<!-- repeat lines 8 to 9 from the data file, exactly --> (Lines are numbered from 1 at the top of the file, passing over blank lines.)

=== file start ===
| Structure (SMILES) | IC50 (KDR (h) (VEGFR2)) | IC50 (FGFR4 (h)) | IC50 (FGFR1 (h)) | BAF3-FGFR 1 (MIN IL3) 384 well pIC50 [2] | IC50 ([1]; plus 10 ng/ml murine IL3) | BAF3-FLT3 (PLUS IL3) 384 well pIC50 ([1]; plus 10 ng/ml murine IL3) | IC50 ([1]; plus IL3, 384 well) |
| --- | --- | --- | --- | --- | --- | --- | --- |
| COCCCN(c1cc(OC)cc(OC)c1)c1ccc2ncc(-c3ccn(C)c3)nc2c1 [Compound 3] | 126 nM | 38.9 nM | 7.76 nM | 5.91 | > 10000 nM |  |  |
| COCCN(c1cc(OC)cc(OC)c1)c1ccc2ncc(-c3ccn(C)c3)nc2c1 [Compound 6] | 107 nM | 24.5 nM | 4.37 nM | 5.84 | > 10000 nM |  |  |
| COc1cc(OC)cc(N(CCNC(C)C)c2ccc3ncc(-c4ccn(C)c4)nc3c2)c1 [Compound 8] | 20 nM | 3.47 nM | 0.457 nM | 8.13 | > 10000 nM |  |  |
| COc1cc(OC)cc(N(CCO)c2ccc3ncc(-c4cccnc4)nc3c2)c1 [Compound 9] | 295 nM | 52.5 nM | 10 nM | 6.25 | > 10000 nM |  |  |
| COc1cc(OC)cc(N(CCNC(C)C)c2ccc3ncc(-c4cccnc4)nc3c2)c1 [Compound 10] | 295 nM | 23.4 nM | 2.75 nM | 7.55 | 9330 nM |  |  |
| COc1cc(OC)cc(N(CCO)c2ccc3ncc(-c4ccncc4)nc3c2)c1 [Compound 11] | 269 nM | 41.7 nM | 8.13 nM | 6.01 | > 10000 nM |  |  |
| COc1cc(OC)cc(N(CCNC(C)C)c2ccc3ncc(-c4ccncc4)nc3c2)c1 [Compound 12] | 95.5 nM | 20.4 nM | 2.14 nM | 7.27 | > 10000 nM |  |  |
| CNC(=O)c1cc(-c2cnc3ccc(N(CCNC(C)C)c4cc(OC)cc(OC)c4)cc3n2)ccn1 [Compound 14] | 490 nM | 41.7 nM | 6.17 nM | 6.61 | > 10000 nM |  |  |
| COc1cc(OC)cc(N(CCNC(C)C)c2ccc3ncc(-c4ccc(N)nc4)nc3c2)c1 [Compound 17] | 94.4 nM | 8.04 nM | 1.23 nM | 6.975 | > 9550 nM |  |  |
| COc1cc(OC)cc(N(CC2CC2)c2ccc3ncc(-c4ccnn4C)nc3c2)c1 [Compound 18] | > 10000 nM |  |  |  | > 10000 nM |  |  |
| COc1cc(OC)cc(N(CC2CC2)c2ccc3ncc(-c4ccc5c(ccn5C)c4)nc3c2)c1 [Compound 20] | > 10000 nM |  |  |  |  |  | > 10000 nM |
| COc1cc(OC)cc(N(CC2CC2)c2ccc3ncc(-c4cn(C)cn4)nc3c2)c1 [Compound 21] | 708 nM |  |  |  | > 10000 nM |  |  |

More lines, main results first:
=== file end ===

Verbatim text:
| COc1cc(OC)cc(N(CCO)c2ccc3ncc(-c4ccncc4)nc3c2)c1 [Compound 11] | 269 nM | 41.7 nM | 8.13 nM | 6.01 | > 10000 nM |  |  |
| COc1cc(OC)cc(N(CCNC(C)C)c2ccc3ncc(-c4ccncc4)nc3c2)c1 [Compound 12] | 95.5 nM | 20.4 nM | 2.14 nM | 7.27 | > 10000 nM |  |  |